- Distributed Applications and Microservices: In distributed or microservices-based environments, observability becomes pivotal in comprehending the intricate interactions between diverse components and their impact on the overall system performance. Techniques such as request tracing, comprehensive log analysis, and monitoring latency metrics prove instrumental in identifying communication bottlenecks and enhancing inter-service communication.
- Fault Detection and Diagnosis: Leveraging observability, real-time system anomalies and failures can be swiftly identified. Configured alerts and notifications ensure that teams are promptly alerted to critical issues, enabling them to take corrective measures before end-users are adversely affected.
- Performance Optimization: Monitoring application and system performance metrics facilitate the detection of performance bottlenecks and inefficiencies. This empowers engineers to optimize code, enhance system efficiency, and deliver a quicker, smoother user experience.
- Behavior Analysis: Observability can be harnessed to track user behavior within an application or website. This encompasses in-depth event log analysis to gain insights into user interactions with the system, the utilization of specific features, and the prevalent issues they encounter.
- Security Monitoring: This tool is also invaluable for recognizing suspicious activities or thwarting attempted cyberattacks. By monitoring access logs, tracking failed login attempts and monitoring other security metrics, system integrity and protection can be maintained.
- Self-Service and Customer Support: Observability can be employed to create tailored dashboards and control panels, enabling customers to monitor the performance of services or applications hosted on a platform.
- Software Testing and Validation: Through the observation and analysis of performance metrics during load and stress tests, engineers can identify limitations and issues proactively, ensuring a smoother software launch into production.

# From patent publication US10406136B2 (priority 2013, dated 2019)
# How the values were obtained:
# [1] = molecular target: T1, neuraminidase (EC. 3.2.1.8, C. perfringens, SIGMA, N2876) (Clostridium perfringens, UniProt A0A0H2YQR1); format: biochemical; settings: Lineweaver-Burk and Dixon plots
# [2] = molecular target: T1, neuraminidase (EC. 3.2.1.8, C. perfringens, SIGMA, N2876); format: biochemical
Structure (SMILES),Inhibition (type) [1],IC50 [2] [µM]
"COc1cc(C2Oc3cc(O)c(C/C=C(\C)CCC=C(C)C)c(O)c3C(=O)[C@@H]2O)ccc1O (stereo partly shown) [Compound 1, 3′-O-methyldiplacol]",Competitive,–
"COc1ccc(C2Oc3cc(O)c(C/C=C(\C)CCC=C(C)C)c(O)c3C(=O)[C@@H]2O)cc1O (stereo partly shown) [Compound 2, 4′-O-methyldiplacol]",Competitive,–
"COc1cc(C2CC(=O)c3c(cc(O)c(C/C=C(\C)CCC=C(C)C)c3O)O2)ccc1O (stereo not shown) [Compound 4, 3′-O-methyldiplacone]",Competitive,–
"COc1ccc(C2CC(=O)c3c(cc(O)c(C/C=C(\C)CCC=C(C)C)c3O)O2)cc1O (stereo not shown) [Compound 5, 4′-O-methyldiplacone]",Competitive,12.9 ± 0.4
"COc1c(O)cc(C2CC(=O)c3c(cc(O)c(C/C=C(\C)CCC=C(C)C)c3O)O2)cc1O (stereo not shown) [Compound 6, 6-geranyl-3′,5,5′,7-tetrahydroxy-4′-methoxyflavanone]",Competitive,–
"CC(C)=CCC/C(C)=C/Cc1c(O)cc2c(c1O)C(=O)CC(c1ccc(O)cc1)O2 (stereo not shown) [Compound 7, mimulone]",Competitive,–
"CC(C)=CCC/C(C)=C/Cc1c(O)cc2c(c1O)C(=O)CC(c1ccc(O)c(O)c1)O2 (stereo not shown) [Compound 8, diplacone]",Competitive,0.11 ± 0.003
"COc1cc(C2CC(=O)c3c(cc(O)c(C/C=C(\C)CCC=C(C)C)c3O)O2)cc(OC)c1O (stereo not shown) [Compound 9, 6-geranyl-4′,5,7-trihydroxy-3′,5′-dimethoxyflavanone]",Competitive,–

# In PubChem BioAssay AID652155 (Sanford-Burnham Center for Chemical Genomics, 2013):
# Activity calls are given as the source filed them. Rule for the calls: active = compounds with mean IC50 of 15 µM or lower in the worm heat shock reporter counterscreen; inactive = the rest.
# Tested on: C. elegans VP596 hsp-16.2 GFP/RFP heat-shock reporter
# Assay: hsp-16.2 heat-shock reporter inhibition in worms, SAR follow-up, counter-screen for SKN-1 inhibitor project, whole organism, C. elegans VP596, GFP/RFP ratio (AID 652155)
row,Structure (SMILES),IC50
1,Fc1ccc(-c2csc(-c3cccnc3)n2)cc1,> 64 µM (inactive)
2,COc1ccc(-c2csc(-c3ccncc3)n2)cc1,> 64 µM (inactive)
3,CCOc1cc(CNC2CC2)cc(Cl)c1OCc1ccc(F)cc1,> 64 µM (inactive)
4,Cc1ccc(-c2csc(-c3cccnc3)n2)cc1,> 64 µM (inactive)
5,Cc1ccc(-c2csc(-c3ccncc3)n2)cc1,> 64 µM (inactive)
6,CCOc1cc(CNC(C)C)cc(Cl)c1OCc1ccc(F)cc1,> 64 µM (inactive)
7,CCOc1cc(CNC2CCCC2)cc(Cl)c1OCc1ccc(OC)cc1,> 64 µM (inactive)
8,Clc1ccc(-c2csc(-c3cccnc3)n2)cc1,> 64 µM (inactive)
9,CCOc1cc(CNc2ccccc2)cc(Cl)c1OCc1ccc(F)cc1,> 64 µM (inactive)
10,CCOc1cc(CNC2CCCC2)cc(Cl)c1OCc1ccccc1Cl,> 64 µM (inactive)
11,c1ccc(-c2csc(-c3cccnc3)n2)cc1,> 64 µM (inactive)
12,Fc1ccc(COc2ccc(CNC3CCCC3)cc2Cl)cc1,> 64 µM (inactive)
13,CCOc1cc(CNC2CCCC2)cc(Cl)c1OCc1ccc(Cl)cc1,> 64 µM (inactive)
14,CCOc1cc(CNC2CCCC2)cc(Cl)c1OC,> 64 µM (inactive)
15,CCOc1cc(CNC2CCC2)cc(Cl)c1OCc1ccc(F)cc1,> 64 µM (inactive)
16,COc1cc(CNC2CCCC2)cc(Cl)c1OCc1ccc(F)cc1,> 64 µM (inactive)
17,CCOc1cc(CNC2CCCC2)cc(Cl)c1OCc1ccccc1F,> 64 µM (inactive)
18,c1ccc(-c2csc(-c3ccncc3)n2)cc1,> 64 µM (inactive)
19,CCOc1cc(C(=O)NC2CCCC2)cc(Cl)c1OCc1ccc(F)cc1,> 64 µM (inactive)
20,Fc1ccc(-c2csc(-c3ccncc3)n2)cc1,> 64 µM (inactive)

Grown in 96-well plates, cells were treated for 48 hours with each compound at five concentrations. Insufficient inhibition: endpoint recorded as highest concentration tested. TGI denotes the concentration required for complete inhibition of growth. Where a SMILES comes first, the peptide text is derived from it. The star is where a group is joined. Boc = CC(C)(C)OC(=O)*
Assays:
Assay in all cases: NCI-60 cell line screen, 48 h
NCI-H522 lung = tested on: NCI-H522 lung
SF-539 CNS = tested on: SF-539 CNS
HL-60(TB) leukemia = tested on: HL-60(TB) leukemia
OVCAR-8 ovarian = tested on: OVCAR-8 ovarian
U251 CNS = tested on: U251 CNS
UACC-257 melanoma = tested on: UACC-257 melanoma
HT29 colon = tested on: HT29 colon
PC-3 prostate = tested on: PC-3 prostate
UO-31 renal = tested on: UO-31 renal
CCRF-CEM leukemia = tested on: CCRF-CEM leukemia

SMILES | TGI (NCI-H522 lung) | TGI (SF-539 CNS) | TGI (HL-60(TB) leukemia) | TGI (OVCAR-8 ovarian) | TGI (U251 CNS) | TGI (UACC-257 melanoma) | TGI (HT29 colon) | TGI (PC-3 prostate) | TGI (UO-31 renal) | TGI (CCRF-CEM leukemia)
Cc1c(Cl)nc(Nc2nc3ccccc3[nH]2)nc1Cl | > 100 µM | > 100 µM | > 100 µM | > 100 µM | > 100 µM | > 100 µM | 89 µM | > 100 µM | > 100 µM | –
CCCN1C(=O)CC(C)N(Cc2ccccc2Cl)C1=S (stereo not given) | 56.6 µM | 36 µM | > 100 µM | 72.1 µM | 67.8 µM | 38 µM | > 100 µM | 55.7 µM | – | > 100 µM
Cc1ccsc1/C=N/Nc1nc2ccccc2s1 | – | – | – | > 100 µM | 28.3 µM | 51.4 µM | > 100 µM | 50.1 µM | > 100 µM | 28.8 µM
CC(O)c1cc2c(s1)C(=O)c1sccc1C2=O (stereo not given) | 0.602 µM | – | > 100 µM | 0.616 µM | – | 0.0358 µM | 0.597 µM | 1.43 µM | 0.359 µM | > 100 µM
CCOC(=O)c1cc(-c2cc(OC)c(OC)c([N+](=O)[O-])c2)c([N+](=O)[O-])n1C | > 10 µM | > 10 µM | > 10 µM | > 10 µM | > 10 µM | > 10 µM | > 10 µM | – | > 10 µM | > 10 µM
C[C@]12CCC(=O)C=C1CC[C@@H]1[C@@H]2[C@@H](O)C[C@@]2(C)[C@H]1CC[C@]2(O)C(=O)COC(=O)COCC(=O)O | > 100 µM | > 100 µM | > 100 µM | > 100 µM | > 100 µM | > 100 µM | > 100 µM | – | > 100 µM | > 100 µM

These are just a few examples of how observability is applied in practice. Regardless of the case, it is a powerful tool to ensure that systems and applications operate reliably, efficiently, and securely.
Discover the main observability tools
The observability tools listed below are widely recognized and used in the industry for monitoring and analyzing systems and applications. Each of them has its specific features and focuses:
Dynatrace is a performance monitoring and intelligence platform that provides a comprehensive approach to system and application observability. The tool leverages Artificial Intelligence and automation to deliver accurate real-time insights into the IT environment. It continuously monitors the entire technology stack, from infrastructure to applications, and provides detailed performance analysis, identifying issues and suggesting optimizations.
- Application, server, and cloud service monitoring;
- Root cause analysis to identify problems and their origins;
- Automatic detection of environments and components;
- Real user and experience analysis.
Datadog is a real-time data monitoring and analysis platform designed for cloud environments and distributed systems. It consolidates metrics, tracing, logs, and infrastructure monitoring into a single platform. Datadog enables operations and development teams to collaborate in order to detect issues and optimize the performance of applications and services.
- Monitoring of metrics and events;
- Distributed tracing for latency analysis and service performance;
- Real-time log collection and analysis;
- Infrastructure monitoring and integration with a wide range of cloud services and technologies.
Prometheus is an open-source monitoring and alerting tool, widely used in cloud and microservices environments. It collects metrics from configured targets at regular intervals and stores them in a time-series database, while also providing querying and alerting capabilities using the PromQL (Prometheus Query Language).
- Collection of metrics with a pull-based collection model;
- Local storage of time series;
- PromQL query language for metric analysis;
- Alerting system for problem detection and notification.
Grafana is a data visualization and analysis platform that can be integrated with various data sources, including Prometheus, Datadog, InfluxDB, Elasticsearch, among others. It provides advanced features for creating custom dashboards and panels, allowing real-time visualization of metrics and data.
- Creation of interactive and custom dashboards;
- Integration with various data sources and observability tools;
- Flexible visualizations with line charts, bar charts, maps, etc.;
- Ability to share dashboards and collaborate with other teams.
These tools are just a few of the options available for observability practice. Each of them has its advantages and is suitable for different scenarios and needs. The choice depends on the environment in which it will be used, the technologies involved, and the specific requirements of the project or organization.
With the growing complexity of modern software architectures, especially with the emergence of cloud environments, microservices, and distributed applications, observability has become a crucial requirement to ensure the reliability of systems. Observability tools provide valuable insights for proactive monitoring, issue resolution, and continuous improvement of the services offered, resulting in better overall system performance and, consequently, an enhanced experience for end users